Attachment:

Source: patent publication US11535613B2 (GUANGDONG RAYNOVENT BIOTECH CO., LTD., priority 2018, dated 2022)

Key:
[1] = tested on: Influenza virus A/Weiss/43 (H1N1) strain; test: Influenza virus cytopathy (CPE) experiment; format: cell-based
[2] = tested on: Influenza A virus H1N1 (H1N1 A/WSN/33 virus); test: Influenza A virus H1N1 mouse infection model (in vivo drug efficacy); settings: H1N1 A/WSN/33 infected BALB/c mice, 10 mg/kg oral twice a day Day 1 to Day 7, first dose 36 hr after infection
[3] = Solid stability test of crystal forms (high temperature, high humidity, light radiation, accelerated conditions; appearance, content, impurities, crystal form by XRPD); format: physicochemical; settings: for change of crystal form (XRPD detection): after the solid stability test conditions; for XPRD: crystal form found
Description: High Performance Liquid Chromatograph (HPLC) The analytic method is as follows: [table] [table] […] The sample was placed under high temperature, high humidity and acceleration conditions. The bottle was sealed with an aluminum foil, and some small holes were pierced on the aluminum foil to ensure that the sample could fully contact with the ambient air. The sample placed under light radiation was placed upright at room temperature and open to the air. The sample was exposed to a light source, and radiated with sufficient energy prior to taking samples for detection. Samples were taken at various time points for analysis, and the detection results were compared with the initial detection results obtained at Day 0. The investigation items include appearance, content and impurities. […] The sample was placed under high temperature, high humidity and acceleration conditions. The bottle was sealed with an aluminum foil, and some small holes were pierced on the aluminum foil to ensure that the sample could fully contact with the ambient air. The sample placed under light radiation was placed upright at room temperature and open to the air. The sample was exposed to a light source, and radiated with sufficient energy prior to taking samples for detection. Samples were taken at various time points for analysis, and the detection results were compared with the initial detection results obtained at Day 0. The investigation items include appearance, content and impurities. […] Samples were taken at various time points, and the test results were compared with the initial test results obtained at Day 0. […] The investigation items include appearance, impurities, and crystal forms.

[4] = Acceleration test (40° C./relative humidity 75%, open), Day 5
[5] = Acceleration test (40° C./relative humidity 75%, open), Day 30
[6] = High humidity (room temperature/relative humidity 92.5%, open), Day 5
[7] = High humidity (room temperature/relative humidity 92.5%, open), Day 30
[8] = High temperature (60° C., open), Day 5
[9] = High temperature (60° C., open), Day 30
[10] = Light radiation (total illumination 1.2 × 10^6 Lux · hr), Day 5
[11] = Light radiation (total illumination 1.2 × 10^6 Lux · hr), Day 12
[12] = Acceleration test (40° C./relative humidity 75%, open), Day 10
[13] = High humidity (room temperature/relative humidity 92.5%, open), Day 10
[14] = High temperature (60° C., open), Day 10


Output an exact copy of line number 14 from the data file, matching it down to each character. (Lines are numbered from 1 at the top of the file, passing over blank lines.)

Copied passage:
[11] = Light radiation (total illumination 1.2 × 10^6 Lux · hr), Day 12